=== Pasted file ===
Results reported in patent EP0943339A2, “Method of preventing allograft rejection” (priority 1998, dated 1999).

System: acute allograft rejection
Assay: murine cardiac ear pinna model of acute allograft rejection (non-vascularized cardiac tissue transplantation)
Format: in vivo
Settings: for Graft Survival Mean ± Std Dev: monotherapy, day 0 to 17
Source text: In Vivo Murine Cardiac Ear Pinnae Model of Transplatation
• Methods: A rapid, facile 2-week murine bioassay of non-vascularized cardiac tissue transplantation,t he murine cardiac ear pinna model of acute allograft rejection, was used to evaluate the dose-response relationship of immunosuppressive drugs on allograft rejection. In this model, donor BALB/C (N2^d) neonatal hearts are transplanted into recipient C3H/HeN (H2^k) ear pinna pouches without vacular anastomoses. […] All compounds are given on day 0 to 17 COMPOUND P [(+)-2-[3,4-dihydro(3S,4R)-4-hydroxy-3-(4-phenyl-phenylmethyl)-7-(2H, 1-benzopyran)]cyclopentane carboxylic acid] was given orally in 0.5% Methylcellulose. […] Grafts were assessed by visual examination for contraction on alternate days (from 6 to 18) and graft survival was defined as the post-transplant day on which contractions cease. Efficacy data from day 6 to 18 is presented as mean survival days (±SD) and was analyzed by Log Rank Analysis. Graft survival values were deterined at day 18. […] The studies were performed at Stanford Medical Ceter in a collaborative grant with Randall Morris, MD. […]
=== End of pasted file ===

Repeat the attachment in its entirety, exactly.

Results reported in patent EP0943339A2, “Method of preventing allograft rejection” (priority 1998, dated 1999).

System: acute allograft rejection
Assay: murine cardiac ear pinna model of acute allograft rejection (non-vascularized cardiac tissue transplantation)
Format: in vivo
Settings: for Graft Survival Mean ± Std Dev: monotherapy, day 0 to 17
Source text: In Vivo Murine Cardiac Ear Pinnae Model of Transplatation
• Methods: A rapid, facile 2-week murine bioassay of non-vascularized cardiac tissue transplantation,t he murine cardiac ear pinna model of acute allograft rejection, was used to evaluate the dose-response relationship of immunosuppressive drugs on allograft rejection. In this model, donor BALB/C (N2^d) neonatal hearts are transplanted into recipient C3H/HeN (H2^k) ear pinna pouches without vacular anastomoses. […] All compounds are given on day 0 to 17 COMPOUND P [(+)-2-[3,4-dihydro(3S,4R)-4-hydroxy-3-(4-phenyl-phenylmethyl)-7-(2H, 1-benzopyran)]cyclopentane carboxylic acid] was given orally in 0.5% Methylcellulose. […] Grafts were assessed by visual examination for contraction on alternate days (from 6 to 18) and graft survival was defined as the post-transplant day on which contractions cease. Efficacy data from day 6 to 18 is presented as mean survival days (±SD) and was analyzed by Log Rank Analysis. Graft survival values were deterined at day 18. […] The studies were performed at Stanford Medical Ceter in a collaborative grant with Randall Morris, MD. […]